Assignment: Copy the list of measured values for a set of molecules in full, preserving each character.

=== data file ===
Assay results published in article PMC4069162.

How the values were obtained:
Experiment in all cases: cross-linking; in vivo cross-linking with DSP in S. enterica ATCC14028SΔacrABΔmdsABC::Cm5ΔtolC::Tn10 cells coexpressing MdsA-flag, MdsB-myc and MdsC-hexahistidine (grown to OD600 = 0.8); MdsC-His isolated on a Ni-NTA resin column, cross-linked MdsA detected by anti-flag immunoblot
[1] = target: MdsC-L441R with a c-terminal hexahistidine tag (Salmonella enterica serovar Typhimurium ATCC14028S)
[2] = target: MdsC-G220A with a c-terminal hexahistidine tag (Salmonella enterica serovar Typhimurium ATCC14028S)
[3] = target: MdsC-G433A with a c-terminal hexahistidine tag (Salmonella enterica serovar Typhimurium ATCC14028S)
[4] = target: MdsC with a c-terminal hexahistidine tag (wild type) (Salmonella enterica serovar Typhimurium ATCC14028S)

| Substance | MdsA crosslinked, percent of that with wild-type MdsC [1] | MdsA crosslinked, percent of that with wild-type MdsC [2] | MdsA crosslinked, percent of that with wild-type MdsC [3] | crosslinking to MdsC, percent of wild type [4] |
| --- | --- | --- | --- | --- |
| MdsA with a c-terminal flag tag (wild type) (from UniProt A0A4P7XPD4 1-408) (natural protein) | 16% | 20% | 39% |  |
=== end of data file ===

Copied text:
Assay results published in article PMC4069162.

How the values were obtained:
Experiment in all cases: cross-linking; in vivo cross-linking with DSP in S. enterica ATCC14028SΔacrABΔmdsABC::Cm5ΔtolC::Tn10 cells coexpressing MdsA-flag, MdsB-myc and MdsC-hexahistidine (grown to OD600 = 0.8); MdsC-His isolated on a Ni-NTA resin column, cross-linked MdsA detected by anti-flag immunoblot
[1] = target: MdsC-L441R with a c-terminal hexahistidine tag (Salmonella enterica serovar Typhimurium ATCC14028S)
[2] = target: MdsC-G220A with a c-terminal hexahistidine tag (Salmonella enterica serovar Typhimurium ATCC14028S)
[3] = target: MdsC-G433A with a c-terminal hexahistidine tag (Salmonella enterica serovar Typhimurium ATCC14028S)
[4] = target: MdsC with a c-terminal hexahistidine tag (wild type) (Salmonella enterica serovar Typhimurium ATCC14028S)

| Substance | MdsA crosslinked, percent of that with wild-type MdsC [1] | MdsA crosslinked, percent of that with wild-type MdsC [2] | MdsA crosslinked, percent of that with wild-type MdsC [3] | crosslinking to MdsC, percent of wild type [4] |
| --- | --- | --- | --- | --- |
| MdsA with a c-terminal flag tag (wild type) (from UniProt A0A4P7XPD4 1-408) (natural protein) | 16% | 20% | 39% |  |